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Lynn Shelton follows her own direction in 'Laggies'

Lynn Shelton follows her own direction in 'Laggies'
"It's insane how easy it is to make a movie," says "Laggies" director You can make mistakes and throw it under the rug and keep going. You're not dependent on other people allowing you to do it. (Al Seib / Los Angeles Times)

Her first day on the Seattle set of the comedy "Laggies," Keira Knightley noticed something unusual about her director, Lynn Shelton: She knew all the grips' names.

"Most directors are like generals or dictators, because it is like an army that's underneath them," Knightley says. "But there was no hierarchy. Lynn didn't just know everybody's name, she knew their partner's name, their kid's name, their kid's school. It was so chill. You felt like you could make a mistake and it would be OK."

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Like many of her characters, Shelton has a breezy, natural conversational style and a quick wit. Long-limbed with bright blue eyes and a wide smile, she could work in front of the camera and has, playing small roles in her own films and those of her friends.

But her den-mother directing style was cultivated through persistence and an impressive body of work, including five previous independent features, most notably the unconventional comedies "Humpday" and "Your Sister's Sister," as well as on episodes of "Mad Men," "New Girl," "The Mindy Project" and other TV shows

"I self-generated my work, and I never went around asking permission to make it," Shelton says over coffee. "The main reason women make inroads in independent film is that no one has to say, 'I pick you.' I'm not pounding on anybody's door. I'm just making my own way. You can buy a camera for $1,500. It's insane how easy it is to make a movie. You can make mistakes and throw it under the rug and keep going. You're not dependent on other people allowing you to do it."

"Laggies," in theaters now with Knightley as a drifting 28-year-old who passes her days as a sign twirler for her father's accounting company, is Shelton's most mainstream film to date and her highest budget, at a number she'll disclose only as "several million dollars."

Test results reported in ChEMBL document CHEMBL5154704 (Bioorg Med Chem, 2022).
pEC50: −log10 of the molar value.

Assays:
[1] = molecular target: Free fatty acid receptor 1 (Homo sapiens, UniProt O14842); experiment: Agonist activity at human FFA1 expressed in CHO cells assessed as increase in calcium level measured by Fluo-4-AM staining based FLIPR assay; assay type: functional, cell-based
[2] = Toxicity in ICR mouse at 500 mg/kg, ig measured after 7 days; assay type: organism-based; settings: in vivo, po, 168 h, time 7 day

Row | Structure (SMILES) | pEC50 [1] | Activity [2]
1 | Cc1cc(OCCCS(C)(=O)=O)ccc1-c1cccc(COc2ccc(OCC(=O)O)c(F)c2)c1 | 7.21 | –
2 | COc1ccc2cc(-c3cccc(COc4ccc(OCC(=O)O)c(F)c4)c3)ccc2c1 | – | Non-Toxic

What "Laggies" is not, however, is a studio movie — it's being released by A24, the distribution company behind "Spring Breakers" and "The Bling Ring." Like many of the busiest female directors in Hollywood, Shelton, 49, works steadily in the realms of independent film and TV but has never made a studio film.

And until "Laggies" she'd never made a feature she didn't write herself. Shelton latched onto novelist Andrea Seigel's script, she says, because of its realistic portrait of a young woman doing what young men have done on the big screen for decades — floundering.

Seigel wrote the script after seeing a particularly exuberant sign twirler on the street and wondering about the young woman's interior life. In the film, Knightley's Megan is standing still developmentally, as her friends move on with marriages, careers and adult responsibilities. Stunned by a proposal from her longtime boyfriend (Mark Webber), she lies to him about going on a retreat, escaping instead to stay at the home of a teenager she meets in a parking lot (Chloe Grace Moretz) and the girl's dubious father (Sam Rockwell).

"The female protagonist was allowed to be fully flawed and fumbling her way toward her own identity and be really human," Shelton says. "It's a new thing that women are being given permission to inhabit that kind of territory, whereas men, the first one I can remember is 'The Graduate.'"

Empathically funny portraits of searching young women are popping up in culture, as films like Gillian Robespierre's "Obvious Child," about a comedian's unplanned pregnancy, and TV shows like HBO's "Girls" and Comedy Central's "Broad City" feature twentysomething females grappling with the often-messy transition to adulthood.